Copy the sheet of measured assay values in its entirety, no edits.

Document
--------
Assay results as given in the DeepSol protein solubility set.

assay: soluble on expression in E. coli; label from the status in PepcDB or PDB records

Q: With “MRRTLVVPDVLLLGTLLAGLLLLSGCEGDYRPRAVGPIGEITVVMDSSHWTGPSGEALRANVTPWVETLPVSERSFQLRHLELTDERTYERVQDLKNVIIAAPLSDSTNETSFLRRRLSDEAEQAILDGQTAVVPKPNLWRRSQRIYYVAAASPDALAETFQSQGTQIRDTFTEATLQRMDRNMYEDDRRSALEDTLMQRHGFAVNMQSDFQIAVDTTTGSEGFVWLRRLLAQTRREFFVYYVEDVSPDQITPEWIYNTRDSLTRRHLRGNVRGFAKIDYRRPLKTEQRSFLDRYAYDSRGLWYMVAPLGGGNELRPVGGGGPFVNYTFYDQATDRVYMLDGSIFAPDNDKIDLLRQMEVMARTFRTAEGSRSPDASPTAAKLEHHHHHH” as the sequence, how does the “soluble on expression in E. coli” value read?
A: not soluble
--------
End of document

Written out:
Assay results as given in the DeepSol protein solubility set.

assay: soluble on expression in E. coli; label from the status in PepcDB or PDB records

Q: With “MRRTLVVPDVLLLGTLLAGLLLLSGCEGDYRPRAVGPIGEITVVMDSSHWTGPSGEALRANVTPWVETLPVSERSFQLRHLELTDERTYERVQDLKNVIIAAPLSDSTNETSFLRRRLSDEAEQAILDGQTAVVPKPNLWRRSQRIYYVAAASPDALAETFQSQGTQIRDTFTEATLQRMDRNMYEDDRRSALEDTLMQRHGFAVNMQSDFQIAVDTTTGSEGFVWLRRLLAQTRREFFVYYVEDVSPDQITPEWIYNTRDSLTRRHLRGNVRGFAKIDYRRPLKTEQRSFLDRYAYDSRGLWYMVAPLGGGNELRPVGGGGPFVNYTFYDQATDRVYMLDGSIFAPDNDKIDLLRQMEVMARTFRTAEGSRSPDASPTAAKLEHHHHHH” as the sequence, how does the “soluble on expression in E. coli” value read?
A: not soluble